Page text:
By Casey Monteiro
The Covid crisis played havoc with celebrations and commemorations in Goa. The year 2020 was the birth centenary of noted Konkani tiatr writer-director lyricist, singer and actor-director, Celestino Santana Francisco, popularly known as C Alvares, who was born on August 1, 1920.
However, due to the pandemic, the occasion did not come into the spotlight.
Fr Dominic Alvares, member of the C Alvares and Brothers Memorial Trust and nephew of C Alvares, says, “We could not hold many programs or follow up on projects which we had planned which would pay tribute to C Alvares. We did hold a few musical shows prior to the run-up of the centenary and released a special postal cover, but beyond that we could not do much.”
Post the pandemic, however, the trust followed up on several projects they had set out to do and the one that recently saw the light of day was the naming of the C Alvares Marg (road) in Saligao, the ancestral village of the veteran.
C ALVARES' LEGACY
If one looks at the history of Saligao, then C Alvares will figure on its scroll of honour, says Fr Dominic.
C Alvares' voluminous output of work – in the form of over 100 dramas, and priceless contributions to the music scene and Konkani films – makes him worthy of the sobriquet given to him ie 'Ace director, ace writer, evergreen hero and king of duets' says Prof Andre Rafael Fernandes, who has written about tiatr greats (among them being C Alvares) in his thesis which has been published in book form titled When the Curtains Rise.
He was musically blessed, says Fr Dominic. He did not have any formal training in music, yet he would compose such melodious music. He would call musicians from Salcete to write the music score for the tunes he composed. When he had these sessions with them, the musicians would remark, “Tuge natural unch ut re Alvares”, which in Konkani translates to “Your musical excellence far exceeds that of ours.”
Hailing from a family of tiatr artistes, all of his five brothers were into theatre. Fr Dominic says that the influence of the Konkani folk plays Jagors, can be seen in C Alvares as the family were into this folk form.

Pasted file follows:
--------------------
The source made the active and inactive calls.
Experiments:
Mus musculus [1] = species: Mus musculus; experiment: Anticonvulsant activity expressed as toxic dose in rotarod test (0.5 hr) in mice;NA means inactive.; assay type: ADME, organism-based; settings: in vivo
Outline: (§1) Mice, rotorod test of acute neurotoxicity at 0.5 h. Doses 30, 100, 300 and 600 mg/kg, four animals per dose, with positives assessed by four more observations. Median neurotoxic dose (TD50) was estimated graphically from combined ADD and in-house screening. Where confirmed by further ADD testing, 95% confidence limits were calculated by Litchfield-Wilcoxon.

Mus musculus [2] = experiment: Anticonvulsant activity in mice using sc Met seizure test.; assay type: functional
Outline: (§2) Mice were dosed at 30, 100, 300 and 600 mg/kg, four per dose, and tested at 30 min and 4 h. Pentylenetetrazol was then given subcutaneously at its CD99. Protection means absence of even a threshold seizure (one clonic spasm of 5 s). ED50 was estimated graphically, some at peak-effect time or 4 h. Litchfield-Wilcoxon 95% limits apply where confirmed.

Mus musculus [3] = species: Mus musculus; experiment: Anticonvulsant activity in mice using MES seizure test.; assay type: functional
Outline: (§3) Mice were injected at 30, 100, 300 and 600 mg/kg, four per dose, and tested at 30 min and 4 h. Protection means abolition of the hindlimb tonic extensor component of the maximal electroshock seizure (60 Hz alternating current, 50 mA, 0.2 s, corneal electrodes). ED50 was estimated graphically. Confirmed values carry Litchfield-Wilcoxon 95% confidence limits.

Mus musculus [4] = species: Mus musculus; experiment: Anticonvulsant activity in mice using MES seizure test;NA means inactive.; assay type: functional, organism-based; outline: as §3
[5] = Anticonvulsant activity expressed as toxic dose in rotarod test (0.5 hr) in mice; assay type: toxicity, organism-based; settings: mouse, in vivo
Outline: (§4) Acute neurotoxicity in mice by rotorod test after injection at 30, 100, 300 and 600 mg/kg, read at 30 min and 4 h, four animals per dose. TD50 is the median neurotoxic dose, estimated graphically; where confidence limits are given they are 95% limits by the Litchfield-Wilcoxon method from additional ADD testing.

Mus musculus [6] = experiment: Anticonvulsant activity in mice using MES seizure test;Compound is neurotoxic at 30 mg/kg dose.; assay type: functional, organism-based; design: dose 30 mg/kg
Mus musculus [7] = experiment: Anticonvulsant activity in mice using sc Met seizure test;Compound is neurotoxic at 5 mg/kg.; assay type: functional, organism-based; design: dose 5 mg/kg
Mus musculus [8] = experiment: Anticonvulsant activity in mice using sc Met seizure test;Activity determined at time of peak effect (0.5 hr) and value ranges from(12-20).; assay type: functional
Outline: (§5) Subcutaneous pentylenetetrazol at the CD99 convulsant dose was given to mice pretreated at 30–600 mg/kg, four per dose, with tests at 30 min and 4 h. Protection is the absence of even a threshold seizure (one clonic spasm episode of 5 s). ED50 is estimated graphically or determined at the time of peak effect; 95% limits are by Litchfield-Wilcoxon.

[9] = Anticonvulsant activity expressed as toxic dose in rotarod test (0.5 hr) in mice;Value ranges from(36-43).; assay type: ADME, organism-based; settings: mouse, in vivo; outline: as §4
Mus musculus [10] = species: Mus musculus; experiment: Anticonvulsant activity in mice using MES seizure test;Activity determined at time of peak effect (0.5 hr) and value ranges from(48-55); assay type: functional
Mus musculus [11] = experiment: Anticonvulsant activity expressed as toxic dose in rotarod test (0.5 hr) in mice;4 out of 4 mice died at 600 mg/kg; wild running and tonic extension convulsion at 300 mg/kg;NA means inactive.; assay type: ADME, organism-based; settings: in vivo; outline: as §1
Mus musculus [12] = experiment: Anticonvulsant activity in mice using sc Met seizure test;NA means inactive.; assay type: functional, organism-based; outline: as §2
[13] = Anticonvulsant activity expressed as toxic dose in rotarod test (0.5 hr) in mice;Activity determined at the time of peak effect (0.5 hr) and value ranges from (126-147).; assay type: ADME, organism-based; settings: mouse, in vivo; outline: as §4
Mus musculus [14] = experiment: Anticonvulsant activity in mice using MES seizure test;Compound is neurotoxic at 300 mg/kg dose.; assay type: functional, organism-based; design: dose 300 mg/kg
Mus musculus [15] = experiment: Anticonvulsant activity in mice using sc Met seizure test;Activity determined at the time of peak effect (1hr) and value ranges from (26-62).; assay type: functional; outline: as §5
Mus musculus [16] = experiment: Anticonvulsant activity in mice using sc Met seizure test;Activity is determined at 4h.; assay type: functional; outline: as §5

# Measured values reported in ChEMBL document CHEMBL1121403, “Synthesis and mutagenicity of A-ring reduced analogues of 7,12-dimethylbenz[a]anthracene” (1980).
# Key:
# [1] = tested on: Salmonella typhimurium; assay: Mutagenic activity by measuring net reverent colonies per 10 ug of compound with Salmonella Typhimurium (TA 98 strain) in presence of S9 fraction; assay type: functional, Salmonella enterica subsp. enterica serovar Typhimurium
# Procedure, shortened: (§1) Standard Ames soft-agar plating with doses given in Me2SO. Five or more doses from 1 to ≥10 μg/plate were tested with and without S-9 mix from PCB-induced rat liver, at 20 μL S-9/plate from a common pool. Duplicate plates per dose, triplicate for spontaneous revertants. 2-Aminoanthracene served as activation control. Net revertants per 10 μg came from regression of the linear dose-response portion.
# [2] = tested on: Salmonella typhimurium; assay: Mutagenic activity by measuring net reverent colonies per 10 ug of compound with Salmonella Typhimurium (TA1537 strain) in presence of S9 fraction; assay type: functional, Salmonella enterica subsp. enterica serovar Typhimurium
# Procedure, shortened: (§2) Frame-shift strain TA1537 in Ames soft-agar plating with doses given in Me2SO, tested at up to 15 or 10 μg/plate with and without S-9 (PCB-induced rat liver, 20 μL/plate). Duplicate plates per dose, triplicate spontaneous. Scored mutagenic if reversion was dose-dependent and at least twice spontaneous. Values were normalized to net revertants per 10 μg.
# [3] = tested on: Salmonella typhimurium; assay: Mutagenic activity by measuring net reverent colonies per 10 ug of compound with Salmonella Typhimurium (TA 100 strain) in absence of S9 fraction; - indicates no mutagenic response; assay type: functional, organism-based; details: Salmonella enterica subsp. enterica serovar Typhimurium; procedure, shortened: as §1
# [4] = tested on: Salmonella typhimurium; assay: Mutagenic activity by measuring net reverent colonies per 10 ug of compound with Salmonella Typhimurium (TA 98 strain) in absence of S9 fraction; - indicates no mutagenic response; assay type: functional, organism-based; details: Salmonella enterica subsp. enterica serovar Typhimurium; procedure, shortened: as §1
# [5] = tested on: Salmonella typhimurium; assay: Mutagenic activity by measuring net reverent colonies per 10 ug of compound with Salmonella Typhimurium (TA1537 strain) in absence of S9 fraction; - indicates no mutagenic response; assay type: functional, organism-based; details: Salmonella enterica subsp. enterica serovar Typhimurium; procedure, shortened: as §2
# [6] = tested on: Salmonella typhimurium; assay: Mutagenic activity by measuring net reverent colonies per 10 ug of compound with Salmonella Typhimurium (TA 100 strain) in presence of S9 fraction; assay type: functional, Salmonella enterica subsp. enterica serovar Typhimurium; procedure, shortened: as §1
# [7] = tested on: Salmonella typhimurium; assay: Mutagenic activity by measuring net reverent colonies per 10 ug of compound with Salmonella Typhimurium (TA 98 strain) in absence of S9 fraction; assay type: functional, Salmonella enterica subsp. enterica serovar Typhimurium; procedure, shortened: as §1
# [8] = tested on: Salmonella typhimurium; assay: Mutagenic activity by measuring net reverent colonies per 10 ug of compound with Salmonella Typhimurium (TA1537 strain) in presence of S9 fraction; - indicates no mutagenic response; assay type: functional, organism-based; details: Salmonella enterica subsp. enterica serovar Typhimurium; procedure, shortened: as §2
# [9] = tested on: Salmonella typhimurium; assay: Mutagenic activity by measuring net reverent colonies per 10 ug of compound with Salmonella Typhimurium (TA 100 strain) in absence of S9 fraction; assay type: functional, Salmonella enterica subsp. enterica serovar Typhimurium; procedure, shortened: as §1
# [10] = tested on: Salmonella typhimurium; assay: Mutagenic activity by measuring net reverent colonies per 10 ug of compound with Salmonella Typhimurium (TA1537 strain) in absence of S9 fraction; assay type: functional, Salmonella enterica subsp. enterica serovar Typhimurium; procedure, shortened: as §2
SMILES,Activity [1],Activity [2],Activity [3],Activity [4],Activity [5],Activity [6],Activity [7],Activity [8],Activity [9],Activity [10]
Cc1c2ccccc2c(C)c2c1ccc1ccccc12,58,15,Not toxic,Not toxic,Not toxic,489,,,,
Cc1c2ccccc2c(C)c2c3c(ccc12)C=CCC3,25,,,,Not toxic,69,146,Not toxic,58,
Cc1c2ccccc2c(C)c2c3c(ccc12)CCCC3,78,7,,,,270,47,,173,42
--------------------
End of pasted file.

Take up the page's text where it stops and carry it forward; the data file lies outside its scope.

Besides his rich contribution to the Konkani stage and celluloid, C Alvares was known to be a thorough gentleman, says Tina Costa, whose father Allen Costa was a well-known radio announcer and a tiatr artist himself.
“My father would tell us how C Alvares was a down to earth man, who looked well after his cast and was never motivated by money. He was a genuine person,” she says.
NOT JUST TIATRS, KONKANI MOVIES, TOO
It was not just in tiatrs that C Alvares won accolades. His acting prowess and ability to write beautiful lyrics and dialogues was seen even in Konkani movies.
In a span of 15 years, from 1963, C Alvares was part of several Konkani movies that went on to become classics says Prof Fernandes.
The evergreen musical hits from these movies, for instance Molbailo Dou (from the movie, Amche Noxib), Claudia (from the movie, Nirmonn) still mesmerise listeners with its melody and lyrics, says Tina.
He even won a national award for best actor for his performance in the Konkani film, Nirmonn.
FEMALE ARTISTES TAKE TO THE STAGE
At a time when women did not act on stage, C Alvares is credited for encouraging women to do so. Prof Fernandes cites how C Alvares even wrote an all-ladies show, Khuimcho Sacrament. Some who debuted on stage went on to act in movies as well, adds Tina.
Summing up the works of C Alvares is definitely no easy task. However, on the plaque on the C Alvares Road are his famous words, which one can hear in his song, Claudia, too, engraved in Konkani, which tries to do justice to the man and his memory, ‘Vhodllo Man Sounsarant Boreponn Dovrit Zalear Vopon’ (It’s a great honour on earth to sow goodness).